Cannot apply stash to working directory

I cannot apply stash back to the working directory.

Little story:

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  • First I tried to push some commited changes, but it said: “no you can’t, pull first”… ok then, I’ll pull things from github and then push my changes. When I tried to pull, it said the I had changes that would be ovewritten, and that I should stash my changes. Ok, I stashed changes… did the pull, and push the commited changes. But now, I cannot restore the uncommited changes I was working on.

    This is the error:

    MyPath/File.cs already exists, no checkout
    Could not restore untracked files from stash

    For sure I don’t yet understand all the concepts of git, they confuse me a bit… maybe I did something wrong.

    It would be great if someone could help me solve this… I’ve been searching google and everything for more than an hour now, and I didn’t come to a solution yet.

    Help is much appreciated. Thanks!

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  • 7 Solutions collect form web for “Cannot apply stash to working directory”

    It sounds like your stash included an untracked file that was subsequently added to the repo. When you try and check it out, git rightly refuses because it would be overwriting an existing file.

    To fix, you could do something like deleting that file (it’s okay, it’s still in the repo), applying your stash, and then replacing the stashed version of the file with the in-repo version as appropriate.

    Edit: It’s also possible that the file has only been created in the working tree without having been added to the repo. In this case, don’t simply delete the local file, rather:

    1. move it somewhere else
    2. apply the stash
    3. manually merge the two file versions (working tree vs. moved).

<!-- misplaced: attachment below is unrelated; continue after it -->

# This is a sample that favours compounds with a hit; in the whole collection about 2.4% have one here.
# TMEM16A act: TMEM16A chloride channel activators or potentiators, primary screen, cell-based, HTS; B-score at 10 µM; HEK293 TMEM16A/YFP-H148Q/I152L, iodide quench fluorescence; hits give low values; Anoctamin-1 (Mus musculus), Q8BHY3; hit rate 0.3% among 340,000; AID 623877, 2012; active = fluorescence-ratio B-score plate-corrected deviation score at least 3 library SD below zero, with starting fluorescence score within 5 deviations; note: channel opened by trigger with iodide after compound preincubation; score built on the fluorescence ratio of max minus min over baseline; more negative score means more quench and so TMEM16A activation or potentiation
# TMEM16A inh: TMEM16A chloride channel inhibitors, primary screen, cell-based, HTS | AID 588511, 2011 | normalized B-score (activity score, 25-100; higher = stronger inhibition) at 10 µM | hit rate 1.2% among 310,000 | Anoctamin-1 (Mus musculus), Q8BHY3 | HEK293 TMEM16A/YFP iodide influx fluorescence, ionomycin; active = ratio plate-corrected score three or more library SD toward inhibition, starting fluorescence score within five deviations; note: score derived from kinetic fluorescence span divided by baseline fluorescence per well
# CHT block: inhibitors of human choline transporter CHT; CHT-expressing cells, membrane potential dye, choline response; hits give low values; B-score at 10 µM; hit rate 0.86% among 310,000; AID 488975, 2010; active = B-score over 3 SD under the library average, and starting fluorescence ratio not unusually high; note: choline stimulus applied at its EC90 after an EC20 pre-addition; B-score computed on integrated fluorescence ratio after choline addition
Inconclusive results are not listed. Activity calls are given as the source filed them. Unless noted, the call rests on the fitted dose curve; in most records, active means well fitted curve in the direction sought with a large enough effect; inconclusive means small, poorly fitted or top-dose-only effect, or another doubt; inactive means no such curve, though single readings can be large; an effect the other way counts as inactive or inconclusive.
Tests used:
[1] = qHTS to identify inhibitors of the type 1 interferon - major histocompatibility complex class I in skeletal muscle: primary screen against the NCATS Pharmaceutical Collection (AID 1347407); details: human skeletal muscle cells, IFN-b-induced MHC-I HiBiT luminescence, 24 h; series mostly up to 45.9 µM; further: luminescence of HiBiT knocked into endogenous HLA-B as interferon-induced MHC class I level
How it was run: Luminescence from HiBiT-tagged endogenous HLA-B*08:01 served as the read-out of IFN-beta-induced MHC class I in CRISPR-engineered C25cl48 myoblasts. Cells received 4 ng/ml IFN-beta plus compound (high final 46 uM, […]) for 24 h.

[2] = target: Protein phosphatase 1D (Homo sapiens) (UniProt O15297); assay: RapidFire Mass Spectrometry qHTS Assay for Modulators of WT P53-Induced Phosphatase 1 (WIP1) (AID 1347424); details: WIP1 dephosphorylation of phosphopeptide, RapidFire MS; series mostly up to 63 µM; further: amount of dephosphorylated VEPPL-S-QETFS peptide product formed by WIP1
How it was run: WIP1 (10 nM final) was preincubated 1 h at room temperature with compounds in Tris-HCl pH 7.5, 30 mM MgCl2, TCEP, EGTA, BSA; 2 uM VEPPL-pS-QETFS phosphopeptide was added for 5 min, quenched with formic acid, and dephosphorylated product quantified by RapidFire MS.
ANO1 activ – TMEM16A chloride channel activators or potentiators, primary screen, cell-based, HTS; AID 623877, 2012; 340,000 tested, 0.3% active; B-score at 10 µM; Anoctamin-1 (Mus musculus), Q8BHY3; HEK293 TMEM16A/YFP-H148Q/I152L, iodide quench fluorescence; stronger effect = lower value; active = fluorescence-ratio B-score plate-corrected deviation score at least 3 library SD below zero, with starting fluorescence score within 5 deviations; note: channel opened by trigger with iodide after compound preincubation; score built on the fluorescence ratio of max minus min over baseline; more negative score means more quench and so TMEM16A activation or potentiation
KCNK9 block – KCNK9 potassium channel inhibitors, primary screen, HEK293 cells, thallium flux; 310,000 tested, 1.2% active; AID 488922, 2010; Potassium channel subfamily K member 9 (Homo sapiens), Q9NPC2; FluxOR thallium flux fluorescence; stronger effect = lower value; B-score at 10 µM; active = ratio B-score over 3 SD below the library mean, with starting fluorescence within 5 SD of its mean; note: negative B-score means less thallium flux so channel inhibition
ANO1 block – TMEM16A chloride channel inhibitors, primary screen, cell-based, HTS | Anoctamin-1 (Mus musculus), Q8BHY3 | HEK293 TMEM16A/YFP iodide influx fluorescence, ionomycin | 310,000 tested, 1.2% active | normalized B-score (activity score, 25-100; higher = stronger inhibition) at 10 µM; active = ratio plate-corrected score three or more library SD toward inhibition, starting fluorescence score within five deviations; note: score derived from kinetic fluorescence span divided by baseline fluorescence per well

As mentioned by @blahdiblah, you can manually delete the files it is complaining about, switch branches, and then manually add them back. But I personally prefer to stay “within git”.

    The best way to do this is to convert the stash to a branch. Once it is a branch you can work normally in git using the normal branch-related techniques/tools you know and love. This is actually a useful general technique for working with stashes even when you don’t have the listed error. It works well because a stash really is a commit under the covers (see PS).

    Converting a stash to a branch

    The following creates a branch based on the HEAD when the stash was created and then applies the stash (it does not commit it).

    git stash branch STASHBRANCH

    Working with the “stash branch”

    What you do next depends on the relationship between the stash and where your target branch (which I will call ORIGINALBRANCH) is now.

    Option 1 – Rebase stash branch normally (lots of changes since stash)

    If you have done a lot of changes in your ORIGINALBRANCH, then you are probably best treating STASHBRANCH like any local branch. Commit your changes in STASHBRANCH, rebase it on ORIGINALBRANCH, then switch to ORIGINALBRANCH and rebase/merge the STASHBRANCH changes over it. If there are conflicts then handle them normally (one of the advantages of this approach is you can see and resolve conflicts).

    Option 2 – Reset original branch to match stash (limited changes since stash)

    If you just stashed while keeping some staged changes, then committed, and all you want to do is get the additional changes that where not staged when you stashed you can do the following. It will switch back to your original branch and index without changing your working copy. The end result will be your additional stash changes in your working copy.

    git symbolic-ref HEAD refs/heads/ORIGINALBRANCH
    git reset


    Stashes are commits likes branches/tags (not patches)